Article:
As soon as the locomotive's wheels entered the block section, the lights on the grade crossing masts started flashing

 .......AND.........  the bell started ringing!!  Eureka!!  It works! 

And as the last of the locomotive's wheels left the block section, everything went silent.

Nothing like success, eh!?  Don't ya just love it when a plan comes together.

Here's a coupla more videos of the level crossing. 

(Colin C shot these videos of the train running through the level crossing.  Ya shoulda seen the big ear-to-ear grin on his face.  Now he's thinking about cow sounds, honky tonk piano and hurdy-grudy sounds, to say nothing of the industrial sounds that can be added.  Goes to show ya that the sky's the limit, eh!?)

The Peco Electrofrog - Circuitry

The electrical routing of the Peco Electrofrog is as different from the Insulfrog as day is to night.  I wouldn't even try to compare the two.  It's worse than comparing apples to oranges.  Let's take a look at the Peco Electrofrog so that we can understand how it works electrically.
At first glance, the Electrofrog is a nicely designed turnout.  Except for the guard rails, there is no plastic for wheels to run on.  It's completely Code 100 (or 83 or 70) nickel silver rail.  It's a beautiful turnout.  When weathered, ballasted, and scenicked, you don't even notice the oversize ties, tie plates or track spikes.  The positive locking action of the switch points makes it the ideal turnout for anyone's layout.

When it comes to using DCC, there are a couple of problems.  The solutions, however, are relatively simple. Let's first take a look at how the power is routed in the Electrofrog so as to get a better understanding of the operation of the turnout.

Power-Routing In An Unmodified Peco Electrofrog
The Electrofrog was originally designed for the days of analog when we wanted to power sidings based on which way the points were thrown.  We could drive a locomotive into the siding and then set the points for the mainline route.  We could rest assured that the locomotive wouldn't creep away on us - assuming there were no track feeds in the siding.  We could then flick another turnout that held another locomotive and we could then drive that new locomotive.  This ability had everything to do with how the Electrofrog was wired - By a combination of the rails and wire bonds on the underside, the points acted as a switch that routed the power to either the mainline route or the diverging route.

While it wasn't obvious, if the points were set for the mainline route, a whole lot more than just the mainline route was electrified.  In the bottom half of the photo below, we've traced the electrical polarity in blue and red.  Take a look at the red rails.  Hard to believe that all of these rails, particularly the point and diverging rails on the diverging route are also powered when the points are set for the mainline route!  
If we now throw the points for the diverging route and trace the electrical polarity, we see that a similar situation exists. Notice how the polarity of the points and the inside mainline and inside diverging rails have changed from red to blue!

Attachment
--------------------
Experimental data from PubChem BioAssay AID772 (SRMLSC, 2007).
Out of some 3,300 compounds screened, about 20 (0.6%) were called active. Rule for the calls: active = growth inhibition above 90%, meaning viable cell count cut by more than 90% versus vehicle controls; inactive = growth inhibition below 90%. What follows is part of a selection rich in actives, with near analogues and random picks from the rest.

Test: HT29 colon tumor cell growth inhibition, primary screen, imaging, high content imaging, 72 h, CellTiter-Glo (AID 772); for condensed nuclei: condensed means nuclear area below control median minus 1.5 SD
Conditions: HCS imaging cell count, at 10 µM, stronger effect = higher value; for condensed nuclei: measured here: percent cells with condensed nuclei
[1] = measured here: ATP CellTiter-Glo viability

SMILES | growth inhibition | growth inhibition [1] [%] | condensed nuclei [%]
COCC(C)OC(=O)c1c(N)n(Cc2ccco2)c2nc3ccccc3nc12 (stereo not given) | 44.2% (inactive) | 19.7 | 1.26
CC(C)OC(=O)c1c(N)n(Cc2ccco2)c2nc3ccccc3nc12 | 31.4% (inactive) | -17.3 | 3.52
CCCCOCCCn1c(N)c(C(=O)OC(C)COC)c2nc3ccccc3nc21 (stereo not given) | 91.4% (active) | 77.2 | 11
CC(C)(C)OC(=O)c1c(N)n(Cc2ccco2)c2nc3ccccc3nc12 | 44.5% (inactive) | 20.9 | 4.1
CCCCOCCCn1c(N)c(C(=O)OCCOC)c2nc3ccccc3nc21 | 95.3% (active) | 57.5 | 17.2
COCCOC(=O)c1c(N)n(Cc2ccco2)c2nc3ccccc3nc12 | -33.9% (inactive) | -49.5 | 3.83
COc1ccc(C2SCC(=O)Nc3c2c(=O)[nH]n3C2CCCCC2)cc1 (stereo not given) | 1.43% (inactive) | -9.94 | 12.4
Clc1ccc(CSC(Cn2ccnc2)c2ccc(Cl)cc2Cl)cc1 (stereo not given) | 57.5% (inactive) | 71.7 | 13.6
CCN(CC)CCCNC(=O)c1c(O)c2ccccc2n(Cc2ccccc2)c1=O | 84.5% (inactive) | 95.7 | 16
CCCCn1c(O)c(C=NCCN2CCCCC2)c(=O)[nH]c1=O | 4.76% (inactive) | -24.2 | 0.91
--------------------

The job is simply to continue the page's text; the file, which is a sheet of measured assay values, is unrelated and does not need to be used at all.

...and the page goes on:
This how the Peco Electrofrog handles power-routing.

The advent of DCC, however, got rid of the concept of power-routing.  Locomotives only moved when we told them to move (via the throttle).  When we parked them, they stayed parked, even though there was still  power in all the rails.  We also added all kinds of track feeds beause we didn't have to worry about power-routing any sidings, particularly around turnouts.

Good DCC wiring practice requires us to have track feeds before the points and track feeds after the frog on both the mainline and diverging routes.  Which caused problems with the Peco Electrofrogs.  Because the points power-routed the power, and depending on how things were wired, the Electrofrogs shorted things out.  Let's take a look at an unmodified Electrofrog and see how this happens. 

DCC And Shorting In the Electrofrog
In the photo below, we've added our track power buss and the track feeds before the points and after the frog and set the points for the mainline route.  You can see that doing this creates a major short at the frog where the red current on the inside mainline rail crashes into the blue current of the inside diverging rail - electrically speaking, that is.   
 And if we look at the electrical routing when we set the points for the diverging route, we have the same thing happening - a major electrical short!

How can we get rid of the electrical short in the Electrofrog.  Let's take a look at the first of a 4-step process.  The mods are simple.

Step 1 - Insulated Rail Joiners After The Frog - Mandatory!!
In addition to adding track feeds before the points and another set after the frog on both the mainline and diverging routes, our first step is to add insulated rail joiners on the inside mainline rail and the inside diverging rail. (If your turnouts are already installed, simply cut gaps in the rails after the frog and fill the gaps with epoxy.)

When we set the points for the mainline route, the points of the Electrofrog continue to power-route the power as before.  However, because we've added an insulated rail joiner on the inside diverging rail, we no longer have a short, notwithstanding that both point rails, the straight closure rail and curved closure rail have the same red polarity.